Elmer, G. (2003). A diagram of panoptic surveillance. New media and society, 5(2), 231-247. Retrieved June 7, 2008, from SAGE Publications database.
Not proof-read, read generously.
The development of a theory of panoptic surveillance is often hampered by an overly literal interpretation of the panopticon.
Criticisms of panopticism are made in three broad categories:
- The shifting of architectures of surveillance from “carceral enclosure” to databases which plays to debates about invasions of personal privacy.
- Questioning of the “automatic disciplinary effect of panopticism” and argues that people voluntarily participate in their own surveillance through exchanging private information about themselves for reward. These critiques miss the automatic nature of information collection on the web and the inability for opt-out.
- Through new media technologies the panopticon is now a synopticon where the many watch the few. This critique relies on an understanding that panoptic power comes from corporeal observation whereas it is derived from the architecture of light which is suggestive of surveillance
Each of these critiques are useful in further developing the concept of the panopticon but each is limited by their “heuristic points of departure” (p. 233).
Elmer sets out to explicate the diagrammatic aspects of panoptic surveillance and to explain the continuous way consumers and their data selves are integrated into the collection of personal information processes.
The panopticon relies on the hegemony of light and vision as central to the development of Foucault’s thesis of self-discipline and governance. The all seeing gaze is both marked and masked, visible yet invisible, by the architecture and arrangement of light. Thus, those subject to this unseen gaze assume its presence and modify their behaviour.
The panopticon is a “system of light and language” (p. 234) where the collection of information is foundational and essential to the operation of a system of classification and individuation. Deleuze in Postsripts points to this matter.
Foucault’s theories of surveillance maintain a lingering reliance on a spatial dimension but it is equally important to note the data gathering aspects of the system which, in effect, begin before a person’s incarceration within the confines of the panopticon. The customers were already classified and separated before their violent enclosure. Foucault was concerned with a generalisable system of power rather than the development of a specific architecture; but how might his system be imagined in the face of highly mobile modern subjects.
Elmer notes Foucault’s development of theories of power through reference to the confessional which exposed inner-most secret self and which went unquestioned as a means for the assertion of power.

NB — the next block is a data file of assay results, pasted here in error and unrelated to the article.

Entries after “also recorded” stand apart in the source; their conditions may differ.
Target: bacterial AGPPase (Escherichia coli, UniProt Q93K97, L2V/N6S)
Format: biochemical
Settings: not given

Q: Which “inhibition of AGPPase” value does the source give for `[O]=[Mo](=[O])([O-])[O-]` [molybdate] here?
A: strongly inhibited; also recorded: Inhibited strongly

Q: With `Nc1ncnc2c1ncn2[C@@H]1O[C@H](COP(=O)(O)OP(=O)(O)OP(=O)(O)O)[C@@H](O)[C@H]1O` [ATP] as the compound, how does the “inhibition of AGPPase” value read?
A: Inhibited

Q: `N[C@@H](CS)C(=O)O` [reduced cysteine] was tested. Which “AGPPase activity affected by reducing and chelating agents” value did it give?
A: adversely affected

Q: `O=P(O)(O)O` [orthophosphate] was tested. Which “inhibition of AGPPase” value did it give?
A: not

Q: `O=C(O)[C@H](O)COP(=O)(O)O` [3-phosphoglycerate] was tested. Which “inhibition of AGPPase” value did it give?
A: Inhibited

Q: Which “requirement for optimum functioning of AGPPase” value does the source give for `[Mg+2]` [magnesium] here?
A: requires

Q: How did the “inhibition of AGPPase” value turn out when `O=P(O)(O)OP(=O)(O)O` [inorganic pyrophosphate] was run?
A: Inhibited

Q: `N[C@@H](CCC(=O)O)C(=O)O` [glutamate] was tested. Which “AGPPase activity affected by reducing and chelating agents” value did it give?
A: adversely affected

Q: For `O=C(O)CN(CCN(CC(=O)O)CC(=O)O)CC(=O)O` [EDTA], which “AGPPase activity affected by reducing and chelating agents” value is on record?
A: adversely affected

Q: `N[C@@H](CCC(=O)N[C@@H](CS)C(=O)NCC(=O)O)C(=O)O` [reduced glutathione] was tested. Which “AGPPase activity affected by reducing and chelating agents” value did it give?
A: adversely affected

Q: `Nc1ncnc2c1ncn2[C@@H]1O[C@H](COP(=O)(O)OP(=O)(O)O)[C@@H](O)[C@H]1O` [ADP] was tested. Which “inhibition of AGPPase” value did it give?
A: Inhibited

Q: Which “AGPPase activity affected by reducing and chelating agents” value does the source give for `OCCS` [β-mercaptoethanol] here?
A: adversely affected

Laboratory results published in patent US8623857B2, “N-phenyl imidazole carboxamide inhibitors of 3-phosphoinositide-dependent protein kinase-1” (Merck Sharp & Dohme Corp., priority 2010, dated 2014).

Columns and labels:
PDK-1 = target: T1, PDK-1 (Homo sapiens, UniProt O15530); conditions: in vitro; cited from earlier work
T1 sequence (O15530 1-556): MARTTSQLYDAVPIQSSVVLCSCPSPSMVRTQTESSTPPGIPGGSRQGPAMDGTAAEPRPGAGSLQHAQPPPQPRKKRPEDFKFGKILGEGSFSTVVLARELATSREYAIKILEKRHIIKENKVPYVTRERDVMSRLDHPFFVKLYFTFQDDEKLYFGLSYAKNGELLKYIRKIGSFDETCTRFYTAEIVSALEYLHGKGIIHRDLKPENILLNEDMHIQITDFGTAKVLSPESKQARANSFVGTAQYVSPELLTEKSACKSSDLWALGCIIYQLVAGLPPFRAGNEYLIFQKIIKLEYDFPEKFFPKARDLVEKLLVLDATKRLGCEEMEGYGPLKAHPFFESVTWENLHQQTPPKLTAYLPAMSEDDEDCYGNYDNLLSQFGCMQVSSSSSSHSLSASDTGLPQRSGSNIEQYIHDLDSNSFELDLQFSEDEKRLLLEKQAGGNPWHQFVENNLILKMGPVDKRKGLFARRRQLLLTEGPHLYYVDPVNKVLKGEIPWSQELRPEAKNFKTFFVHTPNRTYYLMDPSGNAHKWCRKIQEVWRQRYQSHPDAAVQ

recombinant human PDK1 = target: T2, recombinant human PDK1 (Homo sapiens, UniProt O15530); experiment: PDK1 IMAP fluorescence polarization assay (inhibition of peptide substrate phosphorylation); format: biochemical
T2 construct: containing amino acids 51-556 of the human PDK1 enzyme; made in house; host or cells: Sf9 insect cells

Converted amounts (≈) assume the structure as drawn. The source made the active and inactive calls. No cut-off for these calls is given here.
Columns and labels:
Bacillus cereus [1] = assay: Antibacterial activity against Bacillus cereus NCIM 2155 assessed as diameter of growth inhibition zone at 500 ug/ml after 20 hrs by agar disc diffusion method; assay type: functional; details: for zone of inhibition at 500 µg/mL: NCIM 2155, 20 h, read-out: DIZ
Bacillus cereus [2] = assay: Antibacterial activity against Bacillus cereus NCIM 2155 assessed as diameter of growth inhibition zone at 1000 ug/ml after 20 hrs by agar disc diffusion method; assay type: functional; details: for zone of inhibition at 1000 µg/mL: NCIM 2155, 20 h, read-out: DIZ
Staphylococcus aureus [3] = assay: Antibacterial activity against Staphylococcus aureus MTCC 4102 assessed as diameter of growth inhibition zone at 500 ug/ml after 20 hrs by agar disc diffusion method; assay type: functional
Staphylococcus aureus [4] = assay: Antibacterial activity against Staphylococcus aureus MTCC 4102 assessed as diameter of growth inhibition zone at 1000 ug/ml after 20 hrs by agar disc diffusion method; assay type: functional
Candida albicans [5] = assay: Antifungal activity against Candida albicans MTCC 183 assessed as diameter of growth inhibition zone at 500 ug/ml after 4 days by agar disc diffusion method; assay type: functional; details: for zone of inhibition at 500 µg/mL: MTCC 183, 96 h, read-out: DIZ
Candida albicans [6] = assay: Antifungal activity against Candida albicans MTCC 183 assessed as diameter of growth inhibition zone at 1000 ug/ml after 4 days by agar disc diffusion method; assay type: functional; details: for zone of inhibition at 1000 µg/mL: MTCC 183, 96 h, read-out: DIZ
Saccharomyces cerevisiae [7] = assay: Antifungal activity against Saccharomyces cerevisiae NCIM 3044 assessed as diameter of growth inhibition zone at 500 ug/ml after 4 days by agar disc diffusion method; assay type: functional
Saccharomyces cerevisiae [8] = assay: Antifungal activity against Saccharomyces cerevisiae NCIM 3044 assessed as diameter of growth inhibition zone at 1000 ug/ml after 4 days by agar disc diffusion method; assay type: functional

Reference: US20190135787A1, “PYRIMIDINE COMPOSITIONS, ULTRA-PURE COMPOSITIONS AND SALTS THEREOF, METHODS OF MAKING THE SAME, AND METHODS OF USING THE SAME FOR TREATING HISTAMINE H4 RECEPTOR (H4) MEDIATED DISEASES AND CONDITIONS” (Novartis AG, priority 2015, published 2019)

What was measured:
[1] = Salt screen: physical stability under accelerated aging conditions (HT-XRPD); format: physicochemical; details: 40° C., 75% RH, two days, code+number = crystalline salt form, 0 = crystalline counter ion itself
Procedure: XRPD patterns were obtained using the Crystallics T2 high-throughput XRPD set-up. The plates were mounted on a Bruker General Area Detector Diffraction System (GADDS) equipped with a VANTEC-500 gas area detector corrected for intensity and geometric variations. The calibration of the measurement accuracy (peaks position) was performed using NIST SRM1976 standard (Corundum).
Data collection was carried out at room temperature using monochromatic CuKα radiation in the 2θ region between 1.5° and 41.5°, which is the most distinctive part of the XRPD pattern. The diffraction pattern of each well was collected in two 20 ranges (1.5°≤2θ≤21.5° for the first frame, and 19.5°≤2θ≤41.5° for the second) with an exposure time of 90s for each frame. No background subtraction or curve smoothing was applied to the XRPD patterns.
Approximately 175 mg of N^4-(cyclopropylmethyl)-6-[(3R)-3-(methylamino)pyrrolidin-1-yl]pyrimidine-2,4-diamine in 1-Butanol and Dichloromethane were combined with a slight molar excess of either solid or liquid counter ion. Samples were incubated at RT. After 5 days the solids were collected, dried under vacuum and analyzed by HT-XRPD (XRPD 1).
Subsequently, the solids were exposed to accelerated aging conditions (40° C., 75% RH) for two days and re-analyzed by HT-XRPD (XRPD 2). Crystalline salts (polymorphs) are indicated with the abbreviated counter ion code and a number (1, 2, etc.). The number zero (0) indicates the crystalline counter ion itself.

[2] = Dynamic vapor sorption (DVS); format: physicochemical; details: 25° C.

Criticisms of panopticism critique the technology rather than the technique (p. 235).
Roger Clarke (Information technolgy and dataveillance, 1998) proposes that surveillance is enabled and augmented by technologies but he does not address the specific moments of data gathering. At the data gathering moment the process of collection of information and surveillance is automated in a way reminiscent of the panopticon.
Elmer notes the work of Tim Mathiesen who proposes the idea of the synopticon which inverts or locates a parallel panopticon enabling the many to watch the few via the agency of mass media; and discipline arises in this process from a disciplining of our consciousness through the media message. Elmer develops an argument that TiVo can be understood synoptically noting the way the system learns, recommends and customises (other systems such as Kwikflix perform similarly). These recommendations, based as they are on aggregates of anonymous viewing patters, raise questions about how they may may be imagined within panopticism. Elmer argues for a redrawing of the panoptic diagram.
Such a rethinking was specifically considered by Deleuze in Postscript on societies of control in which he noted that we had already ceased to be members of societies of discipline and had now become modulated by and within societies of control. Signatures and numbers which marked individuality and place within a mass had given away to a code which denies or permitted access to information and locations.
Deleuze’s diagram describes a digitally languaged system of ever changing shape and size which described the decentralised movement and flow of information throughout a network.
Elmer mentions “simulation” a great deal in relation to technologies but I’m unsure if he means that technologies tend to simulate the corporeal flow. If anyone can help me understand this I’d appreciate the help.
Deleuze and Guattari introduce the possibility of mapping the continuity between light and language. Again, I’m not sure what this means. Help anyone?
In another work, Deleuze proffers the concept of the rhizome as a diagram which evokes a sense of the space between architectural drawing and built form.
One of the key claims of panopticism is its ability to function with little or no supervision as a mechanism for automatic and constant observation and data collection. (p. 243)
In the panoptic diagram consumers are both rewarded and punished for their behaviour. Rewarded with an all-too-familiar set of images and content that leads to the consumption of more of the same and punished with extra work when attempting to seek out the unfamiliar (p. 245).